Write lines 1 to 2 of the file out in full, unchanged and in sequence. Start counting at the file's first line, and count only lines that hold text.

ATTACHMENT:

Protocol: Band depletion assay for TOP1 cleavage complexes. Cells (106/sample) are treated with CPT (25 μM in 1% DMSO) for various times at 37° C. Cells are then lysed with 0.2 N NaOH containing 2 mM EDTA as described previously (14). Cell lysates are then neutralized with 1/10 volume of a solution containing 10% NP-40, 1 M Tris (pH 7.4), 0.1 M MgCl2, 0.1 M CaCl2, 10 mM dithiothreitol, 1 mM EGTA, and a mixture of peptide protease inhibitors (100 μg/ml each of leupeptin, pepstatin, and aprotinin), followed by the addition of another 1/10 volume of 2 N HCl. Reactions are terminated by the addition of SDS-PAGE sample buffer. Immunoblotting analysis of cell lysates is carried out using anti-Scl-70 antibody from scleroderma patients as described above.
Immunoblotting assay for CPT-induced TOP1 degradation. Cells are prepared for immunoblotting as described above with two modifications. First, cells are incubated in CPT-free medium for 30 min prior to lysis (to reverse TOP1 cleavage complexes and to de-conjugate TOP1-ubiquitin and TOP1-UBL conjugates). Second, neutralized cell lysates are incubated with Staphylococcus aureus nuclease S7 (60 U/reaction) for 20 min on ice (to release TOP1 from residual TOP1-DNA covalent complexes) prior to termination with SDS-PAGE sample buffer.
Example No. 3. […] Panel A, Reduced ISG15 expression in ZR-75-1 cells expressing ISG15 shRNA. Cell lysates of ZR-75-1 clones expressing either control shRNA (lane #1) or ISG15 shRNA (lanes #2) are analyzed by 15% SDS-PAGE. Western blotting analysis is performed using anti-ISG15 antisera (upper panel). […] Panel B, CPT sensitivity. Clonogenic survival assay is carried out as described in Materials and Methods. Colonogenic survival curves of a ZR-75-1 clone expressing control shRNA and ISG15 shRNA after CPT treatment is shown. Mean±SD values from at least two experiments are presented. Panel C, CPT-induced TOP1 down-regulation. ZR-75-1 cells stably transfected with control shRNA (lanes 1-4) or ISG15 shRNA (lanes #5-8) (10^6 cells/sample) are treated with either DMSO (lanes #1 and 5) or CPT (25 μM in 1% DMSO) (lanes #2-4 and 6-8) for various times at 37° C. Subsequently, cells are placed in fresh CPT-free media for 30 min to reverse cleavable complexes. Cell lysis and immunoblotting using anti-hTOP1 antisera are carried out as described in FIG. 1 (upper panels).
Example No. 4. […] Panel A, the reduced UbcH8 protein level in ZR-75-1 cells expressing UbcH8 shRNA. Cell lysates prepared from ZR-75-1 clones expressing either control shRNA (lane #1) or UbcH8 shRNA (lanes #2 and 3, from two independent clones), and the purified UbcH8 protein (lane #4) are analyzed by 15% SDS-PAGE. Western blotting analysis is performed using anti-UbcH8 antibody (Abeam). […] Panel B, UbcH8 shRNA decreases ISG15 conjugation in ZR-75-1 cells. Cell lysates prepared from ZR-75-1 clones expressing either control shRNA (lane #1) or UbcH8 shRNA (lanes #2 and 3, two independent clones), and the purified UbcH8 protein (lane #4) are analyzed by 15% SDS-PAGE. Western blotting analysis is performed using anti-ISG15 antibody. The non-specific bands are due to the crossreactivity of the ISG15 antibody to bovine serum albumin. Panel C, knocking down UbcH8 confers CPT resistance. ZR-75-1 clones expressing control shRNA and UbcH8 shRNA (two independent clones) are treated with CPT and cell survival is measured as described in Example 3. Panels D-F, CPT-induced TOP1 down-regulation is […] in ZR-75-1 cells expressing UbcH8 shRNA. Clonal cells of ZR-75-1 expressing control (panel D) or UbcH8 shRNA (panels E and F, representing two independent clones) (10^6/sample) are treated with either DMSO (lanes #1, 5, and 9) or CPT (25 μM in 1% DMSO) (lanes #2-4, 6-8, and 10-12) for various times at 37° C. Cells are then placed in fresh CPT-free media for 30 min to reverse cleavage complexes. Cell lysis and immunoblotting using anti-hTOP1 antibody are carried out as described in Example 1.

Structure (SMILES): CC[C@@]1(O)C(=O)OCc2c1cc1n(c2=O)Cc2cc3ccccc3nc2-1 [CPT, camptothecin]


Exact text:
Protocol: Band depletion assay for TOP1 cleavage complexes. Cells (106/sample) are treated with CPT (25 μM in 1% DMSO) for various times at 37° C. Cells are then lysed with 0.2 N NaOH containing 2 mM EDTA as described previously (14). Cell lysates are then neutralized with 1/10 volume of a solution containing 10% NP-40, 1 M Tris (pH 7.4), 0.1 M MgCl2, 0.1 M CaCl2, 10 mM dithiothreitol, 1 mM EGTA, and a mixture of peptide protease inhibitors (100 μg/ml each of leupeptin, pepstatin, and aprotinin), followed by the addition of another 1/10 volume of 2 N HCl. Reactions are terminated by the addition of SDS-PAGE sample buffer. Immunoblotting analysis of cell lysates is carried out using anti-Scl-70 antibody from scleroderma patients as described above.
Immunoblotting assay for CPT-induced TOP1 degradation. Cells are prepared for immunoblotting as described above with two modifications. First, cells are incubated in CPT-free medium for 30 min prior to lysis (to reverse TOP1 cleavage complexes and to de-conjugate TOP1-ubiquitin and TOP1-UBL conjugates). Second, neutralized cell lysates are incubated with Staphylococcus aureus nuclease S7 (60 U/reaction) for 20 min on ice (to release TOP1 from residual TOP1-DNA covalent complexes) prior to termination with SDS-PAGE sample buffer.